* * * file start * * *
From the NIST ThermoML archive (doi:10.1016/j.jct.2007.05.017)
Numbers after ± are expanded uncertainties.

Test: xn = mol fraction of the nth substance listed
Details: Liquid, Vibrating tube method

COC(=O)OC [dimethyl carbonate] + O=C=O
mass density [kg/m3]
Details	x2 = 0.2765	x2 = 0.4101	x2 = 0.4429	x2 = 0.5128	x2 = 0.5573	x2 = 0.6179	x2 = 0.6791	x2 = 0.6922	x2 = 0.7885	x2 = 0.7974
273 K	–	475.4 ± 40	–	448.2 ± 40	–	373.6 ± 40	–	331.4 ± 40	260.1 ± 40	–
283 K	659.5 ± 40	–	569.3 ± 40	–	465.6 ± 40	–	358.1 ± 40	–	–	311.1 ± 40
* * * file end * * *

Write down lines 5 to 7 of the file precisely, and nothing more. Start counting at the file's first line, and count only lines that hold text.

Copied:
COC(=O)OC [dimethyl carbonate] + O=C=O
mass density [kg/m3]
Details	x2 = 0.2765	x2 = 0.4101	x2 = 0.4429	x2 = 0.5128	x2 = 0.5573	x2 = 0.6179	x2 = 0.6791	x2 = 0.6922	x2 = 0.7885	x2 = 0.7974